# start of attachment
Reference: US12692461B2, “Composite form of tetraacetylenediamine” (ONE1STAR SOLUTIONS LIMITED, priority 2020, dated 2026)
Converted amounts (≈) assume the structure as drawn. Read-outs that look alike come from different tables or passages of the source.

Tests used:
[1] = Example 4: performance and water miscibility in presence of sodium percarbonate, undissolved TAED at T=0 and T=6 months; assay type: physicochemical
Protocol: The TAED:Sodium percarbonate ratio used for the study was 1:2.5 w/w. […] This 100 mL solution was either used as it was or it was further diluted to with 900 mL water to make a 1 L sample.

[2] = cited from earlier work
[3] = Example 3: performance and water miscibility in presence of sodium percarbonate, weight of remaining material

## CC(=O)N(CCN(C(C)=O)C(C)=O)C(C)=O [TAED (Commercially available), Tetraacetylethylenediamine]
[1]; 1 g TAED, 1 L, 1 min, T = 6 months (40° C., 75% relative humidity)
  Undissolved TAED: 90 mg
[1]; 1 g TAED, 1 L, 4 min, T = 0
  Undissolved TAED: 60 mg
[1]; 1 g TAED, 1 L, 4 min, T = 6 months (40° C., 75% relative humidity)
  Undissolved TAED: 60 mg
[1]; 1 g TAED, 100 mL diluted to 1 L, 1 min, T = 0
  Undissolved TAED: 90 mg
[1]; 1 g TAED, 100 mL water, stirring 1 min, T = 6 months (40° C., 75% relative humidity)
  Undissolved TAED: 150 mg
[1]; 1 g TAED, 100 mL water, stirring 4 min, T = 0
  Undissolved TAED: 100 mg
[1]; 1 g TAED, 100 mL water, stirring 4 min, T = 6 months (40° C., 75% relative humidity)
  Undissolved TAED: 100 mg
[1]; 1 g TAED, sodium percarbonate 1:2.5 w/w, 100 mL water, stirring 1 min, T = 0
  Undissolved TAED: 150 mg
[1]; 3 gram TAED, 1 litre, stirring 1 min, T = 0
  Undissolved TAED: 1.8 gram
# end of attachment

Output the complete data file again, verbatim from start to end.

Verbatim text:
Reference: US12692461B2, “Composite form of tetraacetylenediamine” (ONE1STAR SOLUTIONS LIMITED, priority 2020, dated 2026)
Converted amounts (≈) assume the structure as drawn. Read-outs that look alike come from different tables or passages of the source.

Tests used:
[1] = Example 4: performance and water miscibility in presence of sodium percarbonate, undissolved TAED at T=0 and T=6 months; assay type: physicochemical
Protocol: The TAED:Sodium percarbonate ratio used for the study was 1:2.5 w/w. […] This 100 mL solution was either used as it was or it was further diluted to with 900 mL water to make a 1 L sample.

[2] = cited from earlier work
[3] = Example 3: performance and water miscibility in presence of sodium percarbonate, weight of remaining material

## CC(=O)N(CCN(C(C)=O)C(C)=O)C(C)=O [TAED (Commercially available), Tetraacetylethylenediamine]
[1]; 1 g TAED, 1 L, 1 min, T = 6 months (40° C., 75% relative humidity)
  Undissolved TAED: 90 mg
[1]; 1 g TAED, 1 L, 4 min, T = 0
  Undissolved TAED: 60 mg
[1]; 1 g TAED, 1 L, 4 min, T = 6 months (40° C., 75% relative humidity)
  Undissolved TAED: 60 mg
[1]; 1 g TAED, 100 mL diluted to 1 L, 1 min, T = 0
  Undissolved TAED: 90 mg
[1]; 1 g TAED, 100 mL water, stirring 1 min, T = 6 months (40° C., 75% relative humidity)
  Undissolved TAED: 150 mg
[1]; 1 g TAED, 100 mL water, stirring 4 min, T = 0
  Undissolved TAED: 100 mg
[1]; 1 g TAED, 100 mL water, stirring 4 min, T = 6 months (40° C., 75% relative humidity)
  Undissolved TAED: 100 mg
[1]; 1 g TAED, sodium percarbonate 1:2.5 w/w, 100 mL water, stirring 1 min, T = 0
  Undissolved TAED: 150 mg
[1]; 3 gram TAED, 1 litre, stirring 1 min, T = 0
  Undissolved TAED: 1.8 gram